Eating Healthy: When carbs are good carbs

Leah Feingold Miscellaneous

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Everyone loves carbs! Because really what is not to love? After all what would life be like without a bag of potato chips, girl scout thin mints, movie popcorn, cheese pizza, and sour patch kids? Recent years have brought carbohydrates a very bad name, blaming illnesses and conditions such as diabetes and different cancers on that particular food group. Furthermore, people completely blame their weight gain or attribute their weight loss to carbohydrates. But are all carbs truly bad for you?

What are carbs?

Carbohydrates, next to protein and fats, are a main type of nutrient. They are claimed to be the most important source of energy for your body and definitely the most easily accessible one. Your digestive system processes carbohydrates into glucose which your body uses for energy, all life processes and to sustain vital organs. It stores any extra sugar in your liver and muscles for when it is needed and the rest is stored as fat.

Depending on their chemical structure, carbs are divided into simple and complex. Simple carbohydrates include sugars found naturally in foods such as fruits, vegetables, milk, and milk products. They also include sugars added during food processing and refining. Complex carbohydrates include whole grain breads and cereals, starchy vegetables and legumes. Many of the complex carbohydrates are fiber rich.

Which carbs are good for me and when?

It may be confusing to start with but choosing the healthiest carbs is not so difficult. While it is important to read the food labels and pick foods with the highest amounts of fiber and lowest amounts of sugar (this means your body will process the carbs for fuel in a slow and beneficial manner), here are some simple rules to stick to.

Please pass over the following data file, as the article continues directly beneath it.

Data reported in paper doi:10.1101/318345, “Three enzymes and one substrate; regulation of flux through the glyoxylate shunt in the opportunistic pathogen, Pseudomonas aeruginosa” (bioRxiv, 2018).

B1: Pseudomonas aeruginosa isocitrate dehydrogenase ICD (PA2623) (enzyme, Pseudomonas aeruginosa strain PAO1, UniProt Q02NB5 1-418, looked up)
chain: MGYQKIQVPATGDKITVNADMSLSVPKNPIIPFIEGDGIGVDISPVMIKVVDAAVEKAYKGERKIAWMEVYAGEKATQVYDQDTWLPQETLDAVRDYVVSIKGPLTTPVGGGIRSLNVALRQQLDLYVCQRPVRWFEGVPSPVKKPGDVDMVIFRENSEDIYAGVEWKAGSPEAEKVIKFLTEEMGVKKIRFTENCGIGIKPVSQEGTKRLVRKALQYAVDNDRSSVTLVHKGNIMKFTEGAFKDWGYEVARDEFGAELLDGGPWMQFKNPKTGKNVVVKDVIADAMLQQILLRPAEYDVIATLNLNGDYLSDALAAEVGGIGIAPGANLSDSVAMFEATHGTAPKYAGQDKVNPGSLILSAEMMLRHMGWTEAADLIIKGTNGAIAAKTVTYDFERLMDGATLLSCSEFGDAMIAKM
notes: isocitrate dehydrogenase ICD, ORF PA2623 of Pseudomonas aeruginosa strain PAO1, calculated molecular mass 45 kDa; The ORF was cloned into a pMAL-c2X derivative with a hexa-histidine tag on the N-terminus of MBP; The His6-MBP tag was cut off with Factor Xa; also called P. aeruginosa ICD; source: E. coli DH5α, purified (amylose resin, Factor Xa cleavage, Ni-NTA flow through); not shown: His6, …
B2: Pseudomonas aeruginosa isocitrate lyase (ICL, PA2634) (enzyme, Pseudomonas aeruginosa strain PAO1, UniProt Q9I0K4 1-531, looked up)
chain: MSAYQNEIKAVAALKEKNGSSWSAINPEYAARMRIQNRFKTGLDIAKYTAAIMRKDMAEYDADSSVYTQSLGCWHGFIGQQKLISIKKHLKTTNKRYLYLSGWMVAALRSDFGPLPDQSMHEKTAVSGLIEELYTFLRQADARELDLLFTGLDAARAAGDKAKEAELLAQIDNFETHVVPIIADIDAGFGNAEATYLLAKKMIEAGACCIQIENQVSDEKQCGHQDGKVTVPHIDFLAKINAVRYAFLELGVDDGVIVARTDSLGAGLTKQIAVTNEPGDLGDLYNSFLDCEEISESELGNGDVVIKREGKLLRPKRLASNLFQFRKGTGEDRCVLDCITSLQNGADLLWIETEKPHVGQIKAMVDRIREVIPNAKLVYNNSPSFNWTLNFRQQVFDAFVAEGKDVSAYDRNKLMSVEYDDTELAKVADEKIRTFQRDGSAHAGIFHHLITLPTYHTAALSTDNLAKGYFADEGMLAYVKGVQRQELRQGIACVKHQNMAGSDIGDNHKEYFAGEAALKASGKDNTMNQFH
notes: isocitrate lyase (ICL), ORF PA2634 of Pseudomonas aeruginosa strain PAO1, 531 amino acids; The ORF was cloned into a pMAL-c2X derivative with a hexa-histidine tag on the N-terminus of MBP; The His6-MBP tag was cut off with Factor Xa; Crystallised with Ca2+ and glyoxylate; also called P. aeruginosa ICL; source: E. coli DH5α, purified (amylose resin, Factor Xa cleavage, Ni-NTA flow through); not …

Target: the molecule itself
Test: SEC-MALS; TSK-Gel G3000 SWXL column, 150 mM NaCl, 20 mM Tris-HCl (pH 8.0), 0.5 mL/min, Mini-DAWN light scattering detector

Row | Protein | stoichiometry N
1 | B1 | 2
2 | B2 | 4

1. Eat as few processed foods as possible. Shop organic and cook. Know what goes into your mouth. Processed foods such as most breads and fast foods contain added sugars and preservatives.
  2. Fruit is NOT bad for you! Incorporate fruits into your diet instead of refined sugars.
  3. Learn about foods with low GI (Glycemic Index). These are the foods that release sugar slowly without spiking your insulin levels and not only reducing risk of obesity but also limiting risk of the diseases mentioned earlier. Some examples include wholegrain products, oatmeal, quinoa, farro, brown rice, and spelt breads.
  4. Eliminate all added sugar such as in your tea, coffee, sodas etc. Use natural sweeteners such as Stevia.  Remamber that most cereals and yoghutrs as well as dairy in general are high in sugars and generally not very healthy for you.
  5. If you consume high carb meals or simple carbs, do it around a workout or physical activity time, it will increase your body´s ability to use it in a constructive manner (muscle building, energy), rather than storing it as fat.

Sometimes it may be good to try and introduce a low carb day to let your body regulate its insulin management but generally sticking to wise choices should help you remain healthy.